A real change of pace comes next with another new song, “Sooner or Later,” a more rocking, riff-driven track in the vein of Saint Jude, along with a hint of the Stones. Guy Griffinâ€™s input is evident in the catchy guitar riffs and refrain, which gets the crowd dancing and moving.
There is so much intimacy at the show as Lynne calls out to fans by their names and thanks them for travelling from as far as Ireland and even L.A. to be at the gig. It feels as if we are all at a friendâ€™s evening soirÃ©e.
With the crowd clearly enjoying the pace of the last song. The band plays the title track to the EP, “No Halo,” at a faster tempo than it is recorded on the EP. Lynne follows, powering soulfully into another new song, “Super Nasty.” It is a bluesy song with soulful sax; a magical infusion of soul and rock with a dash of funk.
Keeping the energy high, Lynne follows with another lively song. It is her first track released; the groovy “You Canâ€™t Take Back,” instantly recognized by the crowd from its first funky notes. With its guitar hook and sax riffs, this song also showcases the varied timbres, tones, and great versatility of Lynneâ€™s vocals.
The whoops of delight at the end of this song are met with boos as Lynne announces the last song of her set, but promises itâ€™ll be a long one.
“Bringing It Home (To You)” is one of her favourite songs from the new album. She tells her fans that it â€œcompletely goes somewhere else and youâ€™ll hear it at the end.” As soon as the intro starts, the crowd is unable to stand still to the strong, funky groove. The music builds to an intoxicating frenzy with Lynneâ€™s powerhouse of voice; she holds the high notes with ease. The song breaks into a magical and mesmerising finale of pure, heavenly sound.
We are all taken with Lynne to this “somewhere else” place, leaving us in awe and stunned silence. The only way to describe Lynneâ€™s vocals and the fascination of the crowd is to think about the vocal range of the Diva operatist from The Fifth Element and you might understand. When Lynne ends a set, she certainly knows how to do it in style. She leaves the crowd squealing with delight and begging for more as she and her band exit the stage.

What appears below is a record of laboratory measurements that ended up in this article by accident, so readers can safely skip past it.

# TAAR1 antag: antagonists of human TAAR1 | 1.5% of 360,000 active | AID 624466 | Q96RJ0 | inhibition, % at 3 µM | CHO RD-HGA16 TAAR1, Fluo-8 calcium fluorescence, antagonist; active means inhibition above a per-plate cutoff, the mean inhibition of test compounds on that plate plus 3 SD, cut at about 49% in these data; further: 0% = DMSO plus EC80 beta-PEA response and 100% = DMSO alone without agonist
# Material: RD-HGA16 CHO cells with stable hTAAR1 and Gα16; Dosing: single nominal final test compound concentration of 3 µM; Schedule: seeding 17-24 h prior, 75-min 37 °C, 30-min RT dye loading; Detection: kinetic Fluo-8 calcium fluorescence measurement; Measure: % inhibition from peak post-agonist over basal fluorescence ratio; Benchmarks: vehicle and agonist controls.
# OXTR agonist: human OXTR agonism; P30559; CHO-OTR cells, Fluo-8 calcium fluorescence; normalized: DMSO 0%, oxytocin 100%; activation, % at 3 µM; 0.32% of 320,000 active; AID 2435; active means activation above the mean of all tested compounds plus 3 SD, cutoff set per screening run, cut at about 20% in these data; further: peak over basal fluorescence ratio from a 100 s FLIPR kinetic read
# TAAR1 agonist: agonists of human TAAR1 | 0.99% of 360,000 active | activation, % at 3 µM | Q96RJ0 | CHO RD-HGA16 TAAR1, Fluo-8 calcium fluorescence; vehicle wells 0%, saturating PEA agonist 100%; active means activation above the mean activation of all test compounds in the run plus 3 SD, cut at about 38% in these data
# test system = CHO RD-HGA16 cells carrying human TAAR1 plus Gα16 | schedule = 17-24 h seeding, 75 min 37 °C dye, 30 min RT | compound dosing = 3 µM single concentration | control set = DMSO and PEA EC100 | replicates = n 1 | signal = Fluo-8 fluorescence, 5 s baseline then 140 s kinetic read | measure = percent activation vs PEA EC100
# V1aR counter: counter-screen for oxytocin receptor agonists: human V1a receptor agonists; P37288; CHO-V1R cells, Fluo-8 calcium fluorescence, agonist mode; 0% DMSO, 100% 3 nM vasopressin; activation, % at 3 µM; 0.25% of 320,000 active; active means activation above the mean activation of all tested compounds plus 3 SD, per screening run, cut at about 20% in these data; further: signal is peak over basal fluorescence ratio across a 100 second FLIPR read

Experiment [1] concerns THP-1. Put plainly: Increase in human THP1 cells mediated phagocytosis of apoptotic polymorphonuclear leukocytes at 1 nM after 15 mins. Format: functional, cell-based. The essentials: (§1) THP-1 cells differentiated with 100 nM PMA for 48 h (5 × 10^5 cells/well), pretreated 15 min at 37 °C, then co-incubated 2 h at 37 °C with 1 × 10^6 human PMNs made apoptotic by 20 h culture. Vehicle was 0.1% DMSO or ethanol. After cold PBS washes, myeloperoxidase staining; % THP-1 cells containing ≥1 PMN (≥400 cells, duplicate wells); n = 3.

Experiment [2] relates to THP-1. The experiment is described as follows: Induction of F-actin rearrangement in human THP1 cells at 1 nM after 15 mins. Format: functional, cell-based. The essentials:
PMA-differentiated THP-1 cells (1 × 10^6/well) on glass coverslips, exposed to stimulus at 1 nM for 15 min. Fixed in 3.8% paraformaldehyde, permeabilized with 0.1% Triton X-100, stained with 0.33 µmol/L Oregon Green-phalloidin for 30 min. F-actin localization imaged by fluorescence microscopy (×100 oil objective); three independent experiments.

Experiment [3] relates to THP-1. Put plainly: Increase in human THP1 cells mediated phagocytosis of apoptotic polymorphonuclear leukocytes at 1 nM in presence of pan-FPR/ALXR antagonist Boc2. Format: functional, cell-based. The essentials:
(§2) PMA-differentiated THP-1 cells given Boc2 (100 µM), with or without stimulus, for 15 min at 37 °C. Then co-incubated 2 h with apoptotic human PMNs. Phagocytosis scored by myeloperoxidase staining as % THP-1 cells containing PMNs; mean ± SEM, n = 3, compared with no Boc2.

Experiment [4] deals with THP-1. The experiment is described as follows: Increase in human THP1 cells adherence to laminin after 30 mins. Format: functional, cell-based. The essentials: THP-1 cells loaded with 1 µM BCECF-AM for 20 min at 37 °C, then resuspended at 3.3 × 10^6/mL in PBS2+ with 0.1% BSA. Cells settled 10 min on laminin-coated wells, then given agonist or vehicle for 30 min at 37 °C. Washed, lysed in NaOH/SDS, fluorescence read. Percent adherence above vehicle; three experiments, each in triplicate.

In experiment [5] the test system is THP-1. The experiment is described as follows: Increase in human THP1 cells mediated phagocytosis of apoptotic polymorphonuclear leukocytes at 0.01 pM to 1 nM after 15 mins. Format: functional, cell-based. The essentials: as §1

True to her habit of teasing her fans, Lynne takes her time to return for an encore. When she does, the venue bursts into a loud cheer, only for her to joke that sheâ€™s only come back to collect her drink. Lynne silences the laughter and jeers from the fans, saying “This is the polite wayâ€¦ could everyone please be quiet! This is my wayâ€¦ can you shut the fuck up please!”
She changes the mood on to a more serious note as she describes the crazy time she’s experienced recently with the deaths of several much-beloved musicians; Lemmy, David Bowie, and Dale “Buffin” Griffin of Mott The Hoople.
To a big cheer from the crowd, Lynne announces the next song as one she wrote about a close musician friend she has lost and dedicates it to all the musicians no longer with us. The song is the haunting, deeply personal and heartfelt, “Beautiful Loss,” written as a tribute to her co-writer and guitarist in Saint Jude, Adam Green. To the delight of the fans, as Lynne nears the end of the song, she seamlessly merges it with a couple of lines from Bowieâ€™s, “Life On Mars.”
The up-tempo “Future Ex” proves an excellent choice for the finale of the exciting and uplifting evening. Its catchy refrain is perfect for a crowd sing-along, which all finish on a massive high.
Lynne Jackaman may be a true diva, but she is always appreciative of the role her fans play in her career. No matter how many queue up to meet her after the show, to have her sign souvenirs, to chat ,or to have a selfie taken with her, she is always willing and tireless; tonight is no exception.
She is backed by an incredible, tight band of top musicians with funky bass lines, killer guitar riffs, and superb sax playing. Tonight, she proves herself to be one of the UKs top rock and soul singers. There is little doubt that she has the talent as a singer/songwriter to take her to the top of her career, and to become an artist of international acclaim.
With the buzz created by her eagerly awaited forthcoming debut album and excitement about news of a national tour, it is evident that Ms Jackaman is becoming very hot property.
Our NRR photographer, Eric Duvet, was behind the lens for the night.